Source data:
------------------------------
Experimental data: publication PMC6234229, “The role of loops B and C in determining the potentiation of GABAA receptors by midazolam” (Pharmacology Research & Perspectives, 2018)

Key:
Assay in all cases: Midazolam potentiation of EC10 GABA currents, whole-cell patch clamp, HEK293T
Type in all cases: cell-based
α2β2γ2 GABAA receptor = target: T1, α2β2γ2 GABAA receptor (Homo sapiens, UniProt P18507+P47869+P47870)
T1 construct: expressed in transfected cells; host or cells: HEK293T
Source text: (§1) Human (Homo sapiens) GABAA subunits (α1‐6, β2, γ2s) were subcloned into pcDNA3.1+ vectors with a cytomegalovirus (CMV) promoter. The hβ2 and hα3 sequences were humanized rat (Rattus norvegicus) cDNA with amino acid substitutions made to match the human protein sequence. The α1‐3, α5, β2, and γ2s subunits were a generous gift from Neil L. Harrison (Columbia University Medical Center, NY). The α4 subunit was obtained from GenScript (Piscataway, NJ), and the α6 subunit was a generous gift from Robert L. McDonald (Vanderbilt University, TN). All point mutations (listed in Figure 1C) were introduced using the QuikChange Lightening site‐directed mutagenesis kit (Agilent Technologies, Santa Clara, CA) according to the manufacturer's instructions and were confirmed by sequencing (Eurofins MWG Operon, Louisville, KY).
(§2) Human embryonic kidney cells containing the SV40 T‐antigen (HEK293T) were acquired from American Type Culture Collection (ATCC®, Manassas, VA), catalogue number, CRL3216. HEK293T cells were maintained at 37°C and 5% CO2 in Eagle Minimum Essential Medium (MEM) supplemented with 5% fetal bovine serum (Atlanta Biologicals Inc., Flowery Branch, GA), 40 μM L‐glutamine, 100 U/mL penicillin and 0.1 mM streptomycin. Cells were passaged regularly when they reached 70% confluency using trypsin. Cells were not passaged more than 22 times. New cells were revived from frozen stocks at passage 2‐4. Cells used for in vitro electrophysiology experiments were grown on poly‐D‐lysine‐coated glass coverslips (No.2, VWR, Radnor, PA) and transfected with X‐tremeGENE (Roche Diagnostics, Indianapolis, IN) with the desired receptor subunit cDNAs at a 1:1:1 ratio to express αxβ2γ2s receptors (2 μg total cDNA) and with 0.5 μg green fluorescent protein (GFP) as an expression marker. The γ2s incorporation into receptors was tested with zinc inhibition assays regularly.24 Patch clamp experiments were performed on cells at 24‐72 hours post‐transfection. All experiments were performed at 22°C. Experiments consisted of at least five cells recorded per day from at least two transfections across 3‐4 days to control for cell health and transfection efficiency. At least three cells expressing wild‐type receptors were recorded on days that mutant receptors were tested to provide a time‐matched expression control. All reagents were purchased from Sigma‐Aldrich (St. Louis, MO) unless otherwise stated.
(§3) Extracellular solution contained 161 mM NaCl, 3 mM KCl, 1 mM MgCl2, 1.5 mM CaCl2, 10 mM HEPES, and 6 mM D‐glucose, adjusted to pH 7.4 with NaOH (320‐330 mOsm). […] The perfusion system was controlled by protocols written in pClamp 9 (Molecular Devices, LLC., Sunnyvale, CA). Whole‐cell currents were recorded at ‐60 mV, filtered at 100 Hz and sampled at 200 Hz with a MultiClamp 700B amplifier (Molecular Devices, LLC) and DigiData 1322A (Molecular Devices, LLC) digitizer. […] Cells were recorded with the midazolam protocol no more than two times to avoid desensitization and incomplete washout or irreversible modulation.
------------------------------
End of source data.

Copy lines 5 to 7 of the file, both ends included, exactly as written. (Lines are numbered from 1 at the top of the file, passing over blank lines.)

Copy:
α2β2γ2 GABAA receptor = target: T1, α2β2γ2 GABAA receptor (Homo sapiens, UniProt P18507+P47869+P47870)
T1 construct: expressed in transfected cells; host or cells: HEK293T
Source text: (§1) Human (Homo sapiens) GABAA subunits (α1‐6, β2, γ2s) were subcloned into pcDNA3.1+ vectors with a cytomegalovirus (CMV) promoter. The hβ2 and hα3 sequences were humanized rat (Rattus norvegicus) cDNA with amino acid substitutions made to match the human protein sequence. The α1‐3, α5, β2, and γ2s subunits were a generous gift from Neil L. Harrison (Columbia University Medical Center, NY). The α4 subunit was obtained from GenScript (Piscataway, NJ), and the α6 subunit was a generous gift from Robert L. McDonald (Vanderbilt University, TN). All point mutations (listed in Figure 1C) were introduced using the QuikChange Lightening site‐directed mutagenesis kit (Agilent Technologies, Santa Clara, CA) according to the manufacturer's instructions and were confirmed by sequencing (Eurofins MWG Operon, Louisville, KY).